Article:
Yesterday was our last 10 Tors training walk of the year – not a long walk just around 4 hours which culminated in our traditional Christmas lunch in the car park below Great Staple Tor.
Earlier in the day we had been over to Fice’s Well to checkpoint our 45 and 55 mile teams. As the morning progressed the wind picked up and it was bitterly cold.
A horse shoe on a granite wall on the way down from Great Mis Tor
I used this photo in my blog yesterday – I’ve had a play in Photoshop and I quite like this version too.
In total there were nearly 80 of us out yesterday and at the end of the walk we had warm pasties, warm mince pies and hot ‘mulled’ fruit juice. A feat of hard, work, timing and improvisation – thanks Karrie
We even had a Christmas tree!
Looking down from the car park is Vixen Tor – one of the very few on Dartmoor you can’t visit.
And looking across to the west is Pew Tor with a herd of galloway grazing the Common below
Yesterday I was up on high Dartmoor as part of our 10 Tors training – we had around 60 young people and a dozen adult helpers. It was the kind of day that unless you had to go out onto the moors you probably wouldn’t have. The visibility was pretty poor, there was either constant mizzle or wind driven rain. It was a day for navigating via a compass and not using landmarks. All in all a good day for practicing various 10 Tors skills and testing your clothing and equipment.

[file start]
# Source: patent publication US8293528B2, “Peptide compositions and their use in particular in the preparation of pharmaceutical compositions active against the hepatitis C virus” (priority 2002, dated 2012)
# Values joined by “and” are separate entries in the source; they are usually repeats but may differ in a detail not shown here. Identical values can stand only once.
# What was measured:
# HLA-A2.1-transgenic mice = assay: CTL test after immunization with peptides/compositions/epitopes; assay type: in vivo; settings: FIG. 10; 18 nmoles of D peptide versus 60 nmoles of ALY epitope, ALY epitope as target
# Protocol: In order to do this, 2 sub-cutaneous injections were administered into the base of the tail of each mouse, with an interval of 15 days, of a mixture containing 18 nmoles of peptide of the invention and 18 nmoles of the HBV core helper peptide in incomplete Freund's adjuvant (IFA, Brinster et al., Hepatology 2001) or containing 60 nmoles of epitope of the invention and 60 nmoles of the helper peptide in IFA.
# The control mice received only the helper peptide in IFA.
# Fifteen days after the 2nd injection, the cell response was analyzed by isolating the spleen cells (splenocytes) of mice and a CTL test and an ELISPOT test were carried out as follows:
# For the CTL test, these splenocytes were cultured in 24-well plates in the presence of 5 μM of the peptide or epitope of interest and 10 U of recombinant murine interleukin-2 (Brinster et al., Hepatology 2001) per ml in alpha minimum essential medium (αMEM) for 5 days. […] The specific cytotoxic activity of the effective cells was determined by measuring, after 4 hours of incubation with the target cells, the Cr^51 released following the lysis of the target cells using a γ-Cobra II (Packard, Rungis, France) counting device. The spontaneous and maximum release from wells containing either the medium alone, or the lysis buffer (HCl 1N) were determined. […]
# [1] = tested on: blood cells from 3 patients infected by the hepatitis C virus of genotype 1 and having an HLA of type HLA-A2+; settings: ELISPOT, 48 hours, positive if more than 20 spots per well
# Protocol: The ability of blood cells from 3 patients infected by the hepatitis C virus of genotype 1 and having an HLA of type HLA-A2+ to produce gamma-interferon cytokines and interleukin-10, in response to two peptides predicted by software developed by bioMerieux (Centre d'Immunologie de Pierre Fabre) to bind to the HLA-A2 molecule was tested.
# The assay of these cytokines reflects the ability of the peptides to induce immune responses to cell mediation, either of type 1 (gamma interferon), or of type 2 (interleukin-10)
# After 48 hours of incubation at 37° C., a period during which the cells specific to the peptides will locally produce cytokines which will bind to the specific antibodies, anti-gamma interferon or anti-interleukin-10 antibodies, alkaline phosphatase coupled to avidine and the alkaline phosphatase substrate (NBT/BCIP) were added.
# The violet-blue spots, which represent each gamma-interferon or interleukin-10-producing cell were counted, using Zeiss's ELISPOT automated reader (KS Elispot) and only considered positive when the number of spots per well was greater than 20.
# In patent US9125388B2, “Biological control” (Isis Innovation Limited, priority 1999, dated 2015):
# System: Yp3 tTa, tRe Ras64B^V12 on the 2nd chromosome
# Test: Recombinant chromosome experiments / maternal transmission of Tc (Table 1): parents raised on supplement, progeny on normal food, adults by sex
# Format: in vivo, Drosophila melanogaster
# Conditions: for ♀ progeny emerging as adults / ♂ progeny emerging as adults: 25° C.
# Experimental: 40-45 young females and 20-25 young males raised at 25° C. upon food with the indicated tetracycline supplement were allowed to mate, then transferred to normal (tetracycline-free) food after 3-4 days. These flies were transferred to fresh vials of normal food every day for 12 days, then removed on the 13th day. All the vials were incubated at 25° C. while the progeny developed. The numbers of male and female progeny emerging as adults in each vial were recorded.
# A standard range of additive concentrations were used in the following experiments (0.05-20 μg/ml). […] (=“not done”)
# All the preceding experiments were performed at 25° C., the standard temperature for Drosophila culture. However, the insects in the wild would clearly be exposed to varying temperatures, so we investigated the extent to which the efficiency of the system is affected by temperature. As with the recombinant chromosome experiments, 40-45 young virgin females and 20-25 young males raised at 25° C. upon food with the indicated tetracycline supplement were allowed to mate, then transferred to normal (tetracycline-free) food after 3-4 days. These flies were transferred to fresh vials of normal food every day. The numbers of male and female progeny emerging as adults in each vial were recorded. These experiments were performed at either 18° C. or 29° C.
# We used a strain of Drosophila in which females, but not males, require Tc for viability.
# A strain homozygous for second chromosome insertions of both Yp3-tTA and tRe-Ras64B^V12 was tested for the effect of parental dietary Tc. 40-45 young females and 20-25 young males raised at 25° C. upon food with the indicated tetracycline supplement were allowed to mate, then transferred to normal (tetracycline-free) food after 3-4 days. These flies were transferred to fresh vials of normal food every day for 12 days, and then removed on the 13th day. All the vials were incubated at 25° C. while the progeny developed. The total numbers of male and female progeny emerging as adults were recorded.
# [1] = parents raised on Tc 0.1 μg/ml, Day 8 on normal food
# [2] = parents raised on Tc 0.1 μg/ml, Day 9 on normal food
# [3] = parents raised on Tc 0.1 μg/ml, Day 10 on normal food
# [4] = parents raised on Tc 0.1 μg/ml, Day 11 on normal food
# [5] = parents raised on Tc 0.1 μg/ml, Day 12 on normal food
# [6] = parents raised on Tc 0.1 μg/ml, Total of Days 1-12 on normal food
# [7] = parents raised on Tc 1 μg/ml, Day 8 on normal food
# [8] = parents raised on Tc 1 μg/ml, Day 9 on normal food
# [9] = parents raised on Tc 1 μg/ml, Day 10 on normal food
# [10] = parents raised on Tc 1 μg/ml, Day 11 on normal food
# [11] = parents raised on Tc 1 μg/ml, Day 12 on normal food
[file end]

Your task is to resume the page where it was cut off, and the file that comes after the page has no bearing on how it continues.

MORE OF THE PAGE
On Okehampton Common looking into the Red-a-ven brook
Between West Mill Tor and Rowtor (which were invisible in the mist) back down to Anthony Stile
Up at Dinger Tor
At Dinger Tor – wet, windy, cold and misty
A Cladonia lichen brightens up the day – close to High Willhays
A pool close to High Willhays
Ian and Tony at High Willhays, the highest point on Dartmoor (and south England) at 621 metres.
Various teams of walkers pass through High Willhays